"Varner Hogg Front Entrance" by Karanacs - Own work. Licensed under CC BY-SA 3.0 via Wikimedia Commons - https://commons.wikimedia.org/wiki/File:Varner_Hogg_Front_Entrance.JPG#/media/File:Varner_Hogg_Front_Entrance.JPG
Backstory and Context
In 1834, a Kentucky man named Columbus R. Patton purchased the property from Varner, and he brought 40 to 60 slaves to establish a large sugarcane operation on the plantation, which at that time was called Patton Place. In 1854, Patton was committed by his family to an insane asylum in South Carolina. When he died of typhoid fever in 1856, his will and the estate became the center of much family and legal controversy. Rachael, an enslaved woman whom Patton had a relationship throughout the time she worked for him, was granted her freedom as well as a yearly stipend as outlined by Patton's will. Following Patton's death, the executor of his will, John Adriance, became the manager of Patton Place until the family sold the property in 1869.
There were multiple owners from the time the Pattons sold the property until 1901. Eventually, the land became a part of a sharecropping system, and some the owners changed from sugarcane production to cotton farming. However, the plantation did not do well in the cotton industry, and after the Texas Land Company bought the property in 1876, the land was used for ranching.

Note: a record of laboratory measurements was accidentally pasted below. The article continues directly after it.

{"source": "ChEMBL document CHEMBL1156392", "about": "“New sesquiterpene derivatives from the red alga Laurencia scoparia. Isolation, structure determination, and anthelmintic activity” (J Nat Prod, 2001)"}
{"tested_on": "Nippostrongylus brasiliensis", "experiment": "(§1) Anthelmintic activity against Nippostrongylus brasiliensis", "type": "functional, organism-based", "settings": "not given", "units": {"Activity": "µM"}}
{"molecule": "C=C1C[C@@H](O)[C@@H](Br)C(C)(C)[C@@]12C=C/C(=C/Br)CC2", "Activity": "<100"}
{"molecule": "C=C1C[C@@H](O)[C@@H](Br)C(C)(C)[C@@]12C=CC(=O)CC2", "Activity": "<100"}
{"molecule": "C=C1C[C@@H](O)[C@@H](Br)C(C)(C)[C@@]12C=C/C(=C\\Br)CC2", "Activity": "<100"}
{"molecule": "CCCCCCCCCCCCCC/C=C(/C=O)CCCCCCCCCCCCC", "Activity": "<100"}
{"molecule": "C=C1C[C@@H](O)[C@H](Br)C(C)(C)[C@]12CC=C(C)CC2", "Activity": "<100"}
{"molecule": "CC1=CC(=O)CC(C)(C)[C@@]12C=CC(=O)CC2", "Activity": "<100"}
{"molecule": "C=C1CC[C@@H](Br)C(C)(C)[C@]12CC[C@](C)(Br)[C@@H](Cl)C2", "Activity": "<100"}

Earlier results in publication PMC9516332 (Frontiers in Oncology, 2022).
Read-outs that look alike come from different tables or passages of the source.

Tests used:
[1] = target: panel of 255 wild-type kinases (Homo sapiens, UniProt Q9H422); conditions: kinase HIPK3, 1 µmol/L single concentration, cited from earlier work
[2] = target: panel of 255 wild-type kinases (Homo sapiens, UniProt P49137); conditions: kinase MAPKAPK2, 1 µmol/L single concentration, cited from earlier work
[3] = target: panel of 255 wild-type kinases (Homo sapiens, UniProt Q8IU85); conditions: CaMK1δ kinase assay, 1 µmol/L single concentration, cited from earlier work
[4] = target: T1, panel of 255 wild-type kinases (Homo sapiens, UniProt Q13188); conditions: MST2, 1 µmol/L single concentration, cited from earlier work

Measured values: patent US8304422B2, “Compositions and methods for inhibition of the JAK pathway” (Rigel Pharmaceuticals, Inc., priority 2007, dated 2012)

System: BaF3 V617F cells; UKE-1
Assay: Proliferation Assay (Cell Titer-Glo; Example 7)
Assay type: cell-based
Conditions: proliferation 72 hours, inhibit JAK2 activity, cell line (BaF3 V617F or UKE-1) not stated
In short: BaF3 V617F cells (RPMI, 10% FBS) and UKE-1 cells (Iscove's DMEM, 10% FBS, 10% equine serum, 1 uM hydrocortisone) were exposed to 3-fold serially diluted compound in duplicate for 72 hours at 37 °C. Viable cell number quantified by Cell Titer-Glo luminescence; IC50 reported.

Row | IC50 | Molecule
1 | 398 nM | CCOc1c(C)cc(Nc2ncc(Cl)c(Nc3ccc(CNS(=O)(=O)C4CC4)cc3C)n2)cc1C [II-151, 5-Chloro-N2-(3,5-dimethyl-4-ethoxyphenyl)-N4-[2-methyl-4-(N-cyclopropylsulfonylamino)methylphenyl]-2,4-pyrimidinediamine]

After a hurricane in 1900 destroyed the majority of the buildings on the plantation, it appeared the property had seen its end. However, with an inkling that there may be the prospect of oil on the grounds, James S. Hogg, who was a former Texas-born governor, bought the property in 1901. Unfortunately, Governor Hogg never found oil, but he wasn't ready to give up: before he died in 1906, he instructed in legal writing that his heirs not sell the property for at least 15 years. His children finally did find oil.
In 1958, daughter of Governor Hogg, Ima Hogg, donated the property to the state after furnishing it with historical pieces. The historic site is maintained by Texas Historical Commission and can be toured by the public six days a week (closed on Mondays).